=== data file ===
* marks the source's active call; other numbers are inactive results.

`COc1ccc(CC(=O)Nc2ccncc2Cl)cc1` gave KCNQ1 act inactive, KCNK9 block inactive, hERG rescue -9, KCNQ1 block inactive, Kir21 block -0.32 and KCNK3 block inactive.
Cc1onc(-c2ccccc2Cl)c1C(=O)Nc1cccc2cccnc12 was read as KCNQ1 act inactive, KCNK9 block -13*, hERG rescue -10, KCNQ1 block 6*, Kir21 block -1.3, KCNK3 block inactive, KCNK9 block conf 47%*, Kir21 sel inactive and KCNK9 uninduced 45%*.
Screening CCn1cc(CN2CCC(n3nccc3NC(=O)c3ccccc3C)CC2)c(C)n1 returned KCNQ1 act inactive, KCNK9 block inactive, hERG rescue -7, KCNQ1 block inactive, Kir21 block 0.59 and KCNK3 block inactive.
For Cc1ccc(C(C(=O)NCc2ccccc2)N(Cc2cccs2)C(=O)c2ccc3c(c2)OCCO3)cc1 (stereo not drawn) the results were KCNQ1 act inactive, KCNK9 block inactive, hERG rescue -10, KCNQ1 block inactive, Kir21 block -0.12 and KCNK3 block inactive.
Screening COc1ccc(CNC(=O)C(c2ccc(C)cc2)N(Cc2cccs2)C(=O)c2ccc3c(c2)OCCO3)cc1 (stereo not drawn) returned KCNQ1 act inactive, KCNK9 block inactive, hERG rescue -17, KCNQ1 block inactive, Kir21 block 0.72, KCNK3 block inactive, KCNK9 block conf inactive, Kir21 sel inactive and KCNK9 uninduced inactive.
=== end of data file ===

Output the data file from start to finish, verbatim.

* marks the source's active call; other numbers are inactive results.

`COc1ccc(CC(=O)Nc2ccncc2Cl)cc1` gave KCNQ1 act inactive, KCNK9 block inactive, hERG rescue -9, KCNQ1 block inactive, Kir21 block -0.32 and KCNK3 block inactive.
Cc1onc(-c2ccccc2Cl)c1C(=O)Nc1cccc2cccnc12 was read as KCNQ1 act inactive, KCNK9 block -13*, hERG rescue -10, KCNQ1 block 6*, Kir21 block -1.3, KCNK3 block inactive, KCNK9 block conf 47%*, Kir21 sel inactive and KCNK9 uninduced 45%*.
Screening CCn1cc(CN2CCC(n3nccc3NC(=O)c3ccccc3C)CC2)c(C)n1 returned KCNQ1 act inactive, KCNK9 block inactive, hERG rescue -7, KCNQ1 block inactive, Kir21 block 0.59 and KCNK3 block inactive.
For Cc1ccc(C(C(=O)NCc2ccccc2)N(Cc2cccs2)C(=O)c2ccc3c(c2)OCCO3)cc1 (stereo not drawn) the results were KCNQ1 act inactive, KCNK9 block inactive, hERG rescue -10, KCNQ1 block inactive, Kir21 block -0.12 and KCNK3 block inactive.
Screening COc1ccc(CNC(=O)C(c2ccc(C)cc2)N(Cc2cccs2)C(=O)c2ccc3c(c2)OCCO3)cc1 (stereo not drawn) returned KCNQ1 act inactive, KCNK9 block inactive, hERG rescue -17, KCNQ1 block inactive, Kir21 block 0.72, KCNK3 block inactive, KCNK9 block conf inactive, Kir21 sel inactive and KCNK9 uninduced inactive.